East Germany, the part of the German Republic ruled for 40 years by the atheistic Communist Party responded “I don’t believe in God” by 52.1%. The United States was near the bottom of this list at 3%, and the Philippines were dead last at 0.7%. On the flip side, “I know God really exists, and I have not doubts about it” was most prevalent in the Philippines at 83.6%, and the United States was near the top at 60.6% with Chile, Israel and Poland also beating out the U.S. The survey numbers are from 2008.
A general review of the tables reveals that countries that tend to be more pragmatic also tend to be less religious, Japan and France being examples. China (PRC) was not included in the survey, but I have seen another poll that puts that country at the very bottom of belief in God. This is hardly surprising, since prior to the 20th century China was a mostly Buddhist country, and the communist government since 1949 has impressed atheism on the population.
What does the future hold? The authors of the survey have this to say:
Belief in God has decreased in most countries, but the declines are quite modest especially when calculated on a per annum basis. It is only the repetition of the modest declines across measures and countries that makes the case for a general diminution in belief in God. This is further illustrated by the situation in the United States. Belief in God remains high, but has slowly eroded from the 1950s to the present (Chaves, 2011; Smith, 2009 & 2012). If the modest, general trend away from belief in God continues uninterrupted, it will accumulate to larger proportions and the atheism that is now prominent mainly in northwest Europe and some ex–‐Socialist states may spread more widely. But it is also possible that the pro–‐belief “exceptions” (Russia, Slovenia, and Israel) may become more widespread and belief may make more of a general rebound perhaps in response to a growth in “existential insecurity,” from a nationalistic, in–‐group growth in religious identity (e.g. Arab, Islamic movements, Hindu nationalism, etc.), or from some other societal impetus.
Thus, while there is a drift towards lesser belief in god consistent with secularization theory the changes are modest in magnitude and mixed in scope. Countries have shown and are likely to continue to show huge differences in levels and trends about belief in God and a homogenization of belief (or disbelief) is unlikely to occur in the foreseeable future.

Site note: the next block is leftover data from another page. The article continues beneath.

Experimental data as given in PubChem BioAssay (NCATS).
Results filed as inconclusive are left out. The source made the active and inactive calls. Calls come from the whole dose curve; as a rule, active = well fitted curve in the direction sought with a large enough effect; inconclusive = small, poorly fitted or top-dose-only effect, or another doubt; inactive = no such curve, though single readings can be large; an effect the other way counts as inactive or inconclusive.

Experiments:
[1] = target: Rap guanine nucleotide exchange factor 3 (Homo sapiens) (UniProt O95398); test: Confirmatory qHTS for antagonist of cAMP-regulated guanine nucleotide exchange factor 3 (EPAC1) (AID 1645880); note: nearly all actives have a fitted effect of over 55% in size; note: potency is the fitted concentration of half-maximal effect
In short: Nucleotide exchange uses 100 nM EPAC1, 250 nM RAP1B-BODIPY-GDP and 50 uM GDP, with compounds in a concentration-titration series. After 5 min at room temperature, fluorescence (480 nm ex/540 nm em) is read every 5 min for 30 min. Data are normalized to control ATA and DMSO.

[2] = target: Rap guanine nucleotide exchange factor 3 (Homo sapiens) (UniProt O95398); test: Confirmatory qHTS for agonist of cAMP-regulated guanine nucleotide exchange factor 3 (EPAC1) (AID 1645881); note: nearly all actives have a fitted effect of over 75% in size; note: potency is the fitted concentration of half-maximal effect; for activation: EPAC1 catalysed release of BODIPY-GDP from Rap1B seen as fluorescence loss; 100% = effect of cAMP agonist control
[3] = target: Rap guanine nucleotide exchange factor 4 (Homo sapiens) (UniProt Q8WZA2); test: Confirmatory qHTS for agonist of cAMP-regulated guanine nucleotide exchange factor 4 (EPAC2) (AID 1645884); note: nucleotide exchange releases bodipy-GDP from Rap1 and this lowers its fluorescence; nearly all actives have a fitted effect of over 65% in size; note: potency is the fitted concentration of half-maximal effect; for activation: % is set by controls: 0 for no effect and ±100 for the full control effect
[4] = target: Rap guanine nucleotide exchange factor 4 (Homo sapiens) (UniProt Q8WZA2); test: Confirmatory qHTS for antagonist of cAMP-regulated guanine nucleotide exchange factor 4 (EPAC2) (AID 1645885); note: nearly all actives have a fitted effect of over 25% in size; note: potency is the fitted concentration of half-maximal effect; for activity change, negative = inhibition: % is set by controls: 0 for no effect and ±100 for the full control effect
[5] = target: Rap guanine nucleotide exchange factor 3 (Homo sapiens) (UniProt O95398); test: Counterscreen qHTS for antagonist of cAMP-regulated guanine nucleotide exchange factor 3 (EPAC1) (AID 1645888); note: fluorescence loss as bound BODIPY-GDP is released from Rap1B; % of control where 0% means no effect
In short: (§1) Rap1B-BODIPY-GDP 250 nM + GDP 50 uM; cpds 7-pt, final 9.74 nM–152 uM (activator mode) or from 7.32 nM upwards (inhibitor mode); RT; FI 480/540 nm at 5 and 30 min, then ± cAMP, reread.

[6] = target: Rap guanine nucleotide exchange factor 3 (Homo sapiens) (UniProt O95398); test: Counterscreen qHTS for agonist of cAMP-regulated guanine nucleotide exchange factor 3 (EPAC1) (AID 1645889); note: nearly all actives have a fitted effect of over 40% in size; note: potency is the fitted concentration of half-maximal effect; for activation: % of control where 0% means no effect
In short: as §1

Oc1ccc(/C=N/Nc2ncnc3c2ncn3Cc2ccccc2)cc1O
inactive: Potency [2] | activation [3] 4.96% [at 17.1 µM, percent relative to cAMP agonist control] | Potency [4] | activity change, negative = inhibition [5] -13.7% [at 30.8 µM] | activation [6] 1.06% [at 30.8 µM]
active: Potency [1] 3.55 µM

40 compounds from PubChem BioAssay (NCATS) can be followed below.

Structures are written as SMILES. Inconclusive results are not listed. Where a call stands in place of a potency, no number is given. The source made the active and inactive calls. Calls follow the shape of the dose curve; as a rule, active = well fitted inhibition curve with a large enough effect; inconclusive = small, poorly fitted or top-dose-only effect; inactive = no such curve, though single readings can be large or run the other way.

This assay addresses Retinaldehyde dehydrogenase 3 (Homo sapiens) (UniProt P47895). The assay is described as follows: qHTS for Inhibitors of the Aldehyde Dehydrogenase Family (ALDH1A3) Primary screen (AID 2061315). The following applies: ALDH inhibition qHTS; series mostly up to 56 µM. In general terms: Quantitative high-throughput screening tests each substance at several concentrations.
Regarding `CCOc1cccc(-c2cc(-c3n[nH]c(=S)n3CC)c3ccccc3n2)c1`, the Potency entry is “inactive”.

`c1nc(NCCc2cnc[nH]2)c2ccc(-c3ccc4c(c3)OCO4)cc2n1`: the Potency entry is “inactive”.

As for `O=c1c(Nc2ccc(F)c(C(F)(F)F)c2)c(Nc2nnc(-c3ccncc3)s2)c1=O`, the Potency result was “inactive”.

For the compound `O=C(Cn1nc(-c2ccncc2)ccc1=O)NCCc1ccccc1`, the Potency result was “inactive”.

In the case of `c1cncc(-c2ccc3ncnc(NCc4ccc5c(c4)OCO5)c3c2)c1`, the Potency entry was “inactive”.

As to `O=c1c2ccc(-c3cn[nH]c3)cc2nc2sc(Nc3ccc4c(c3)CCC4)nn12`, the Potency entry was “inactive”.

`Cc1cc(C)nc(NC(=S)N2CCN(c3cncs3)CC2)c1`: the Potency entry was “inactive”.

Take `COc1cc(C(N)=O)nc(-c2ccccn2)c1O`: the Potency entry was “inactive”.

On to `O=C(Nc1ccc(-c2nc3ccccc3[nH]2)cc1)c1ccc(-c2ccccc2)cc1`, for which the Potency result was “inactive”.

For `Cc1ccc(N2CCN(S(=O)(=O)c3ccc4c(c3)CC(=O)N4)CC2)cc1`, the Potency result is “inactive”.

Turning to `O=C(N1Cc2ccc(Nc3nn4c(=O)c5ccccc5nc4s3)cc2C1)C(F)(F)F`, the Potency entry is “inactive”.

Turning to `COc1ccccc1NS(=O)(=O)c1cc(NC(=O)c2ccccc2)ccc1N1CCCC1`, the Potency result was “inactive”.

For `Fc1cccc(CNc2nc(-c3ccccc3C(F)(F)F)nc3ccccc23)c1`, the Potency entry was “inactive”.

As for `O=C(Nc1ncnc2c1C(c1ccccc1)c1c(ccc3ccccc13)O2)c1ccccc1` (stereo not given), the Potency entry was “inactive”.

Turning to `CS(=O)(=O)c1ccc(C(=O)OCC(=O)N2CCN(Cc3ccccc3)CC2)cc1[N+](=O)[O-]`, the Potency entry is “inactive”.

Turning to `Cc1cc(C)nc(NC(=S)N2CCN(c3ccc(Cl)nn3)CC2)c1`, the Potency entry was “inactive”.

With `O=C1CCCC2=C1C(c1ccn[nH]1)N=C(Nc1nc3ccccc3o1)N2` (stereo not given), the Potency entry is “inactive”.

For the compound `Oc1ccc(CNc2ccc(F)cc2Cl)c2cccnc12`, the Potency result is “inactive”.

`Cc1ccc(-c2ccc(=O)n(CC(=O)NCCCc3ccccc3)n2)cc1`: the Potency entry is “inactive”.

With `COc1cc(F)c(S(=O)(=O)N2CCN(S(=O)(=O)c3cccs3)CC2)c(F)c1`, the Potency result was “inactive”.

Don’t look for the end of religion anytime soon. I predict we will get rid of head lice before we see the last of religion. What we should look forward to, instead, is a decline of the rule of religious dogma over our daily lives and over government affairs. CNN had this to report recently.
Baptists plan exodus from Boy Scouts
By Daniel Burke, CNN Belief Blog Co-Editor
(CNN) – For Southern Baptist pastor Tim Reed, it was Scripture versus the Scouts.
“God’s word explicitly says homosexuality is a choice, a sin,” said Reed, pastor of First Baptist Church of Gravel Ridge in Jacksonville, Arkansas.
So when the Boy Scouts of America voted to lift its ban on openly gay youths on May 24, Reed said the church had no choice but to cut its charter with Troop 542.
“It’s not a hate thing here,” Reed told CNN affiliate Fox 16. “It’s a moral stance we must take as a Southern Baptist church.”
Pastor Reed states “It’s a moral stance…” A moral stance? Really? You’re going to kick a troop of Boy Scouts out of your church because some of the kids may have been born differently from the others? A moral issue? Reed is saying an imaginary person stated several thousand years ago that homosexuality is a choice and a sin. I do believe the Reverend Reed is, like many others, confusing religion with morality. A few more Reverends Reed in this world, and we may not need to wait another three thousand years for religion to become irrelevant.